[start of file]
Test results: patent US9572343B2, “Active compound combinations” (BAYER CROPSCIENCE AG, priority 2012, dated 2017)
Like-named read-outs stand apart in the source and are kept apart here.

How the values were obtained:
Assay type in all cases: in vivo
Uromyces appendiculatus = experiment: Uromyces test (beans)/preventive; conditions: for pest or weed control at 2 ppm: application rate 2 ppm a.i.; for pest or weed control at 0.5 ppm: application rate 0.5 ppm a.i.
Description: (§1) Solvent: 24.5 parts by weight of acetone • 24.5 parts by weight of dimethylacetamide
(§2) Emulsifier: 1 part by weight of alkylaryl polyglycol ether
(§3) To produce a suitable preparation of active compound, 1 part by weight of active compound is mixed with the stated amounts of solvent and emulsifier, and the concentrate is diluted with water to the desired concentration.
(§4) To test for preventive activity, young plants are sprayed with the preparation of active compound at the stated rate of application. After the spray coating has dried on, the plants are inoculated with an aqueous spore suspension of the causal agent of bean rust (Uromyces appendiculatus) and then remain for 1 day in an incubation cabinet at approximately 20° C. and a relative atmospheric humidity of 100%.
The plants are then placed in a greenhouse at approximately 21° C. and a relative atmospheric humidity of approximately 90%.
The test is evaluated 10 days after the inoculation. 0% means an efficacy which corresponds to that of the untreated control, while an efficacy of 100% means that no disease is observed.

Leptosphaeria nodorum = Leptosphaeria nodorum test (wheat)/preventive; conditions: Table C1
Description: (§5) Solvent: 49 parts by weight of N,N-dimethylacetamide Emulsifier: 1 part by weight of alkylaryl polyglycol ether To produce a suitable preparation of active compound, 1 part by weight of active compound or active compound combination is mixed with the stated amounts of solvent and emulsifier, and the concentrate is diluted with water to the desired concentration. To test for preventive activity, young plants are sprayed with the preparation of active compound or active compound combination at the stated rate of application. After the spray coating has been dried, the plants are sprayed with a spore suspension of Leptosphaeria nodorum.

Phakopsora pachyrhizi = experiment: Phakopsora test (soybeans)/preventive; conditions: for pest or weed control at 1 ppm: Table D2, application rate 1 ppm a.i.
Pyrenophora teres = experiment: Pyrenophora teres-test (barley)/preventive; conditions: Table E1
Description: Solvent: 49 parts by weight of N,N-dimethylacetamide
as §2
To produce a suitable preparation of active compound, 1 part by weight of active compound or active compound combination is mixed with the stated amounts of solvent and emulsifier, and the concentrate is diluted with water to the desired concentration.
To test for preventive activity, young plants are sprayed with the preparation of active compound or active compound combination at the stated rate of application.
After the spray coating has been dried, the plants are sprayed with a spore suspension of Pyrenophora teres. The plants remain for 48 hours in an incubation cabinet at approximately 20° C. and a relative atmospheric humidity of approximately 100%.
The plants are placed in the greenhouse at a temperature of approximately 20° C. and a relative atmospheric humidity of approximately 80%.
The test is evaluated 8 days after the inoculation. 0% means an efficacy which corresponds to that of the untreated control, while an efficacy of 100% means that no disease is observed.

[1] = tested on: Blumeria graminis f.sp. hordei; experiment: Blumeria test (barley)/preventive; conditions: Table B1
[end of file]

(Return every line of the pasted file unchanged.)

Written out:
Test results: patent US9572343B2, “Active compound combinations” (BAYER CROPSCIENCE AG, priority 2012, dated 2017)
Like-named read-outs stand apart in the source and are kept apart here.

How the values were obtained:
Assay type in all cases: in vivo
Uromyces appendiculatus = experiment: Uromyces test (beans)/preventive; conditions: for pest or weed control at 2 ppm: application rate 2 ppm a.i.; for pest or weed control at 0.5 ppm: application rate 0.5 ppm a.i.
Description: (§1) Solvent: 24.5 parts by weight of acetone • 24.5 parts by weight of dimethylacetamide
(§2) Emulsifier: 1 part by weight of alkylaryl polyglycol ether
(§3) To produce a suitable preparation of active compound, 1 part by weight of active compound is mixed with the stated amounts of solvent and emulsifier, and the concentrate is diluted with water to the desired concentration.
(§4) To test for preventive activity, young plants are sprayed with the preparation of active compound at the stated rate of application. After the spray coating has dried on, the plants are inoculated with an aqueous spore suspension of the causal agent of bean rust (Uromyces appendiculatus) and then remain for 1 day in an incubation cabinet at approximately 20° C. and a relative atmospheric humidity of 100%.
The plants are then placed in a greenhouse at approximately 21° C. and a relative atmospheric humidity of approximately 90%.
The test is evaluated 10 days after the inoculation. 0% means an efficacy which corresponds to that of the untreated control, while an efficacy of 100% means that no disease is observed.

Leptosphaeria nodorum = Leptosphaeria nodorum test (wheat)/preventive; conditions: Table C1
Description: (§5) Solvent: 49 parts by weight of N,N-dimethylacetamide Emulsifier: 1 part by weight of alkylaryl polyglycol ether To produce a suitable preparation of active compound, 1 part by weight of active compound or active compound combination is mixed with the stated amounts of solvent and emulsifier, and the concentrate is diluted with water to the desired concentration. To test for preventive activity, young plants are sprayed with the preparation of active compound or active compound combination at the stated rate of application. After the spray coating has been dried, the plants are sprayed with a spore suspension of Leptosphaeria nodorum.

Phakopsora pachyrhizi = experiment: Phakopsora test (soybeans)/preventive; conditions: for pest or weed control at 1 ppm: Table D2, application rate 1 ppm a.i.
Pyrenophora teres = experiment: Pyrenophora teres-test (barley)/preventive; conditions: Table E1
Description: Solvent: 49 parts by weight of N,N-dimethylacetamide
as §2
To produce a suitable preparation of active compound, 1 part by weight of active compound or active compound combination is mixed with the stated amounts of solvent and emulsifier, and the concentrate is diluted with water to the desired concentration.
To test for preventive activity, young plants are sprayed with the preparation of active compound or active compound combination at the stated rate of application.
After the spray coating has been dried, the plants are sprayed with a spore suspension of Pyrenophora teres. The plants remain for 48 hours in an incubation cabinet at approximately 20° C. and a relative atmospheric humidity of approximately 100%.
The plants are placed in the greenhouse at a temperature of approximately 20° C. and a relative atmospheric humidity of approximately 80%.
The test is evaluated 8 days after the inoculation. 0% means an efficacy which corresponds to that of the untreated control, while an efficacy of 100% means that no disease is observed.

[1] = tested on: Blumeria graminis f.sp. hordei; experiment: Blumeria test (barley)/preventive; conditions: Table B1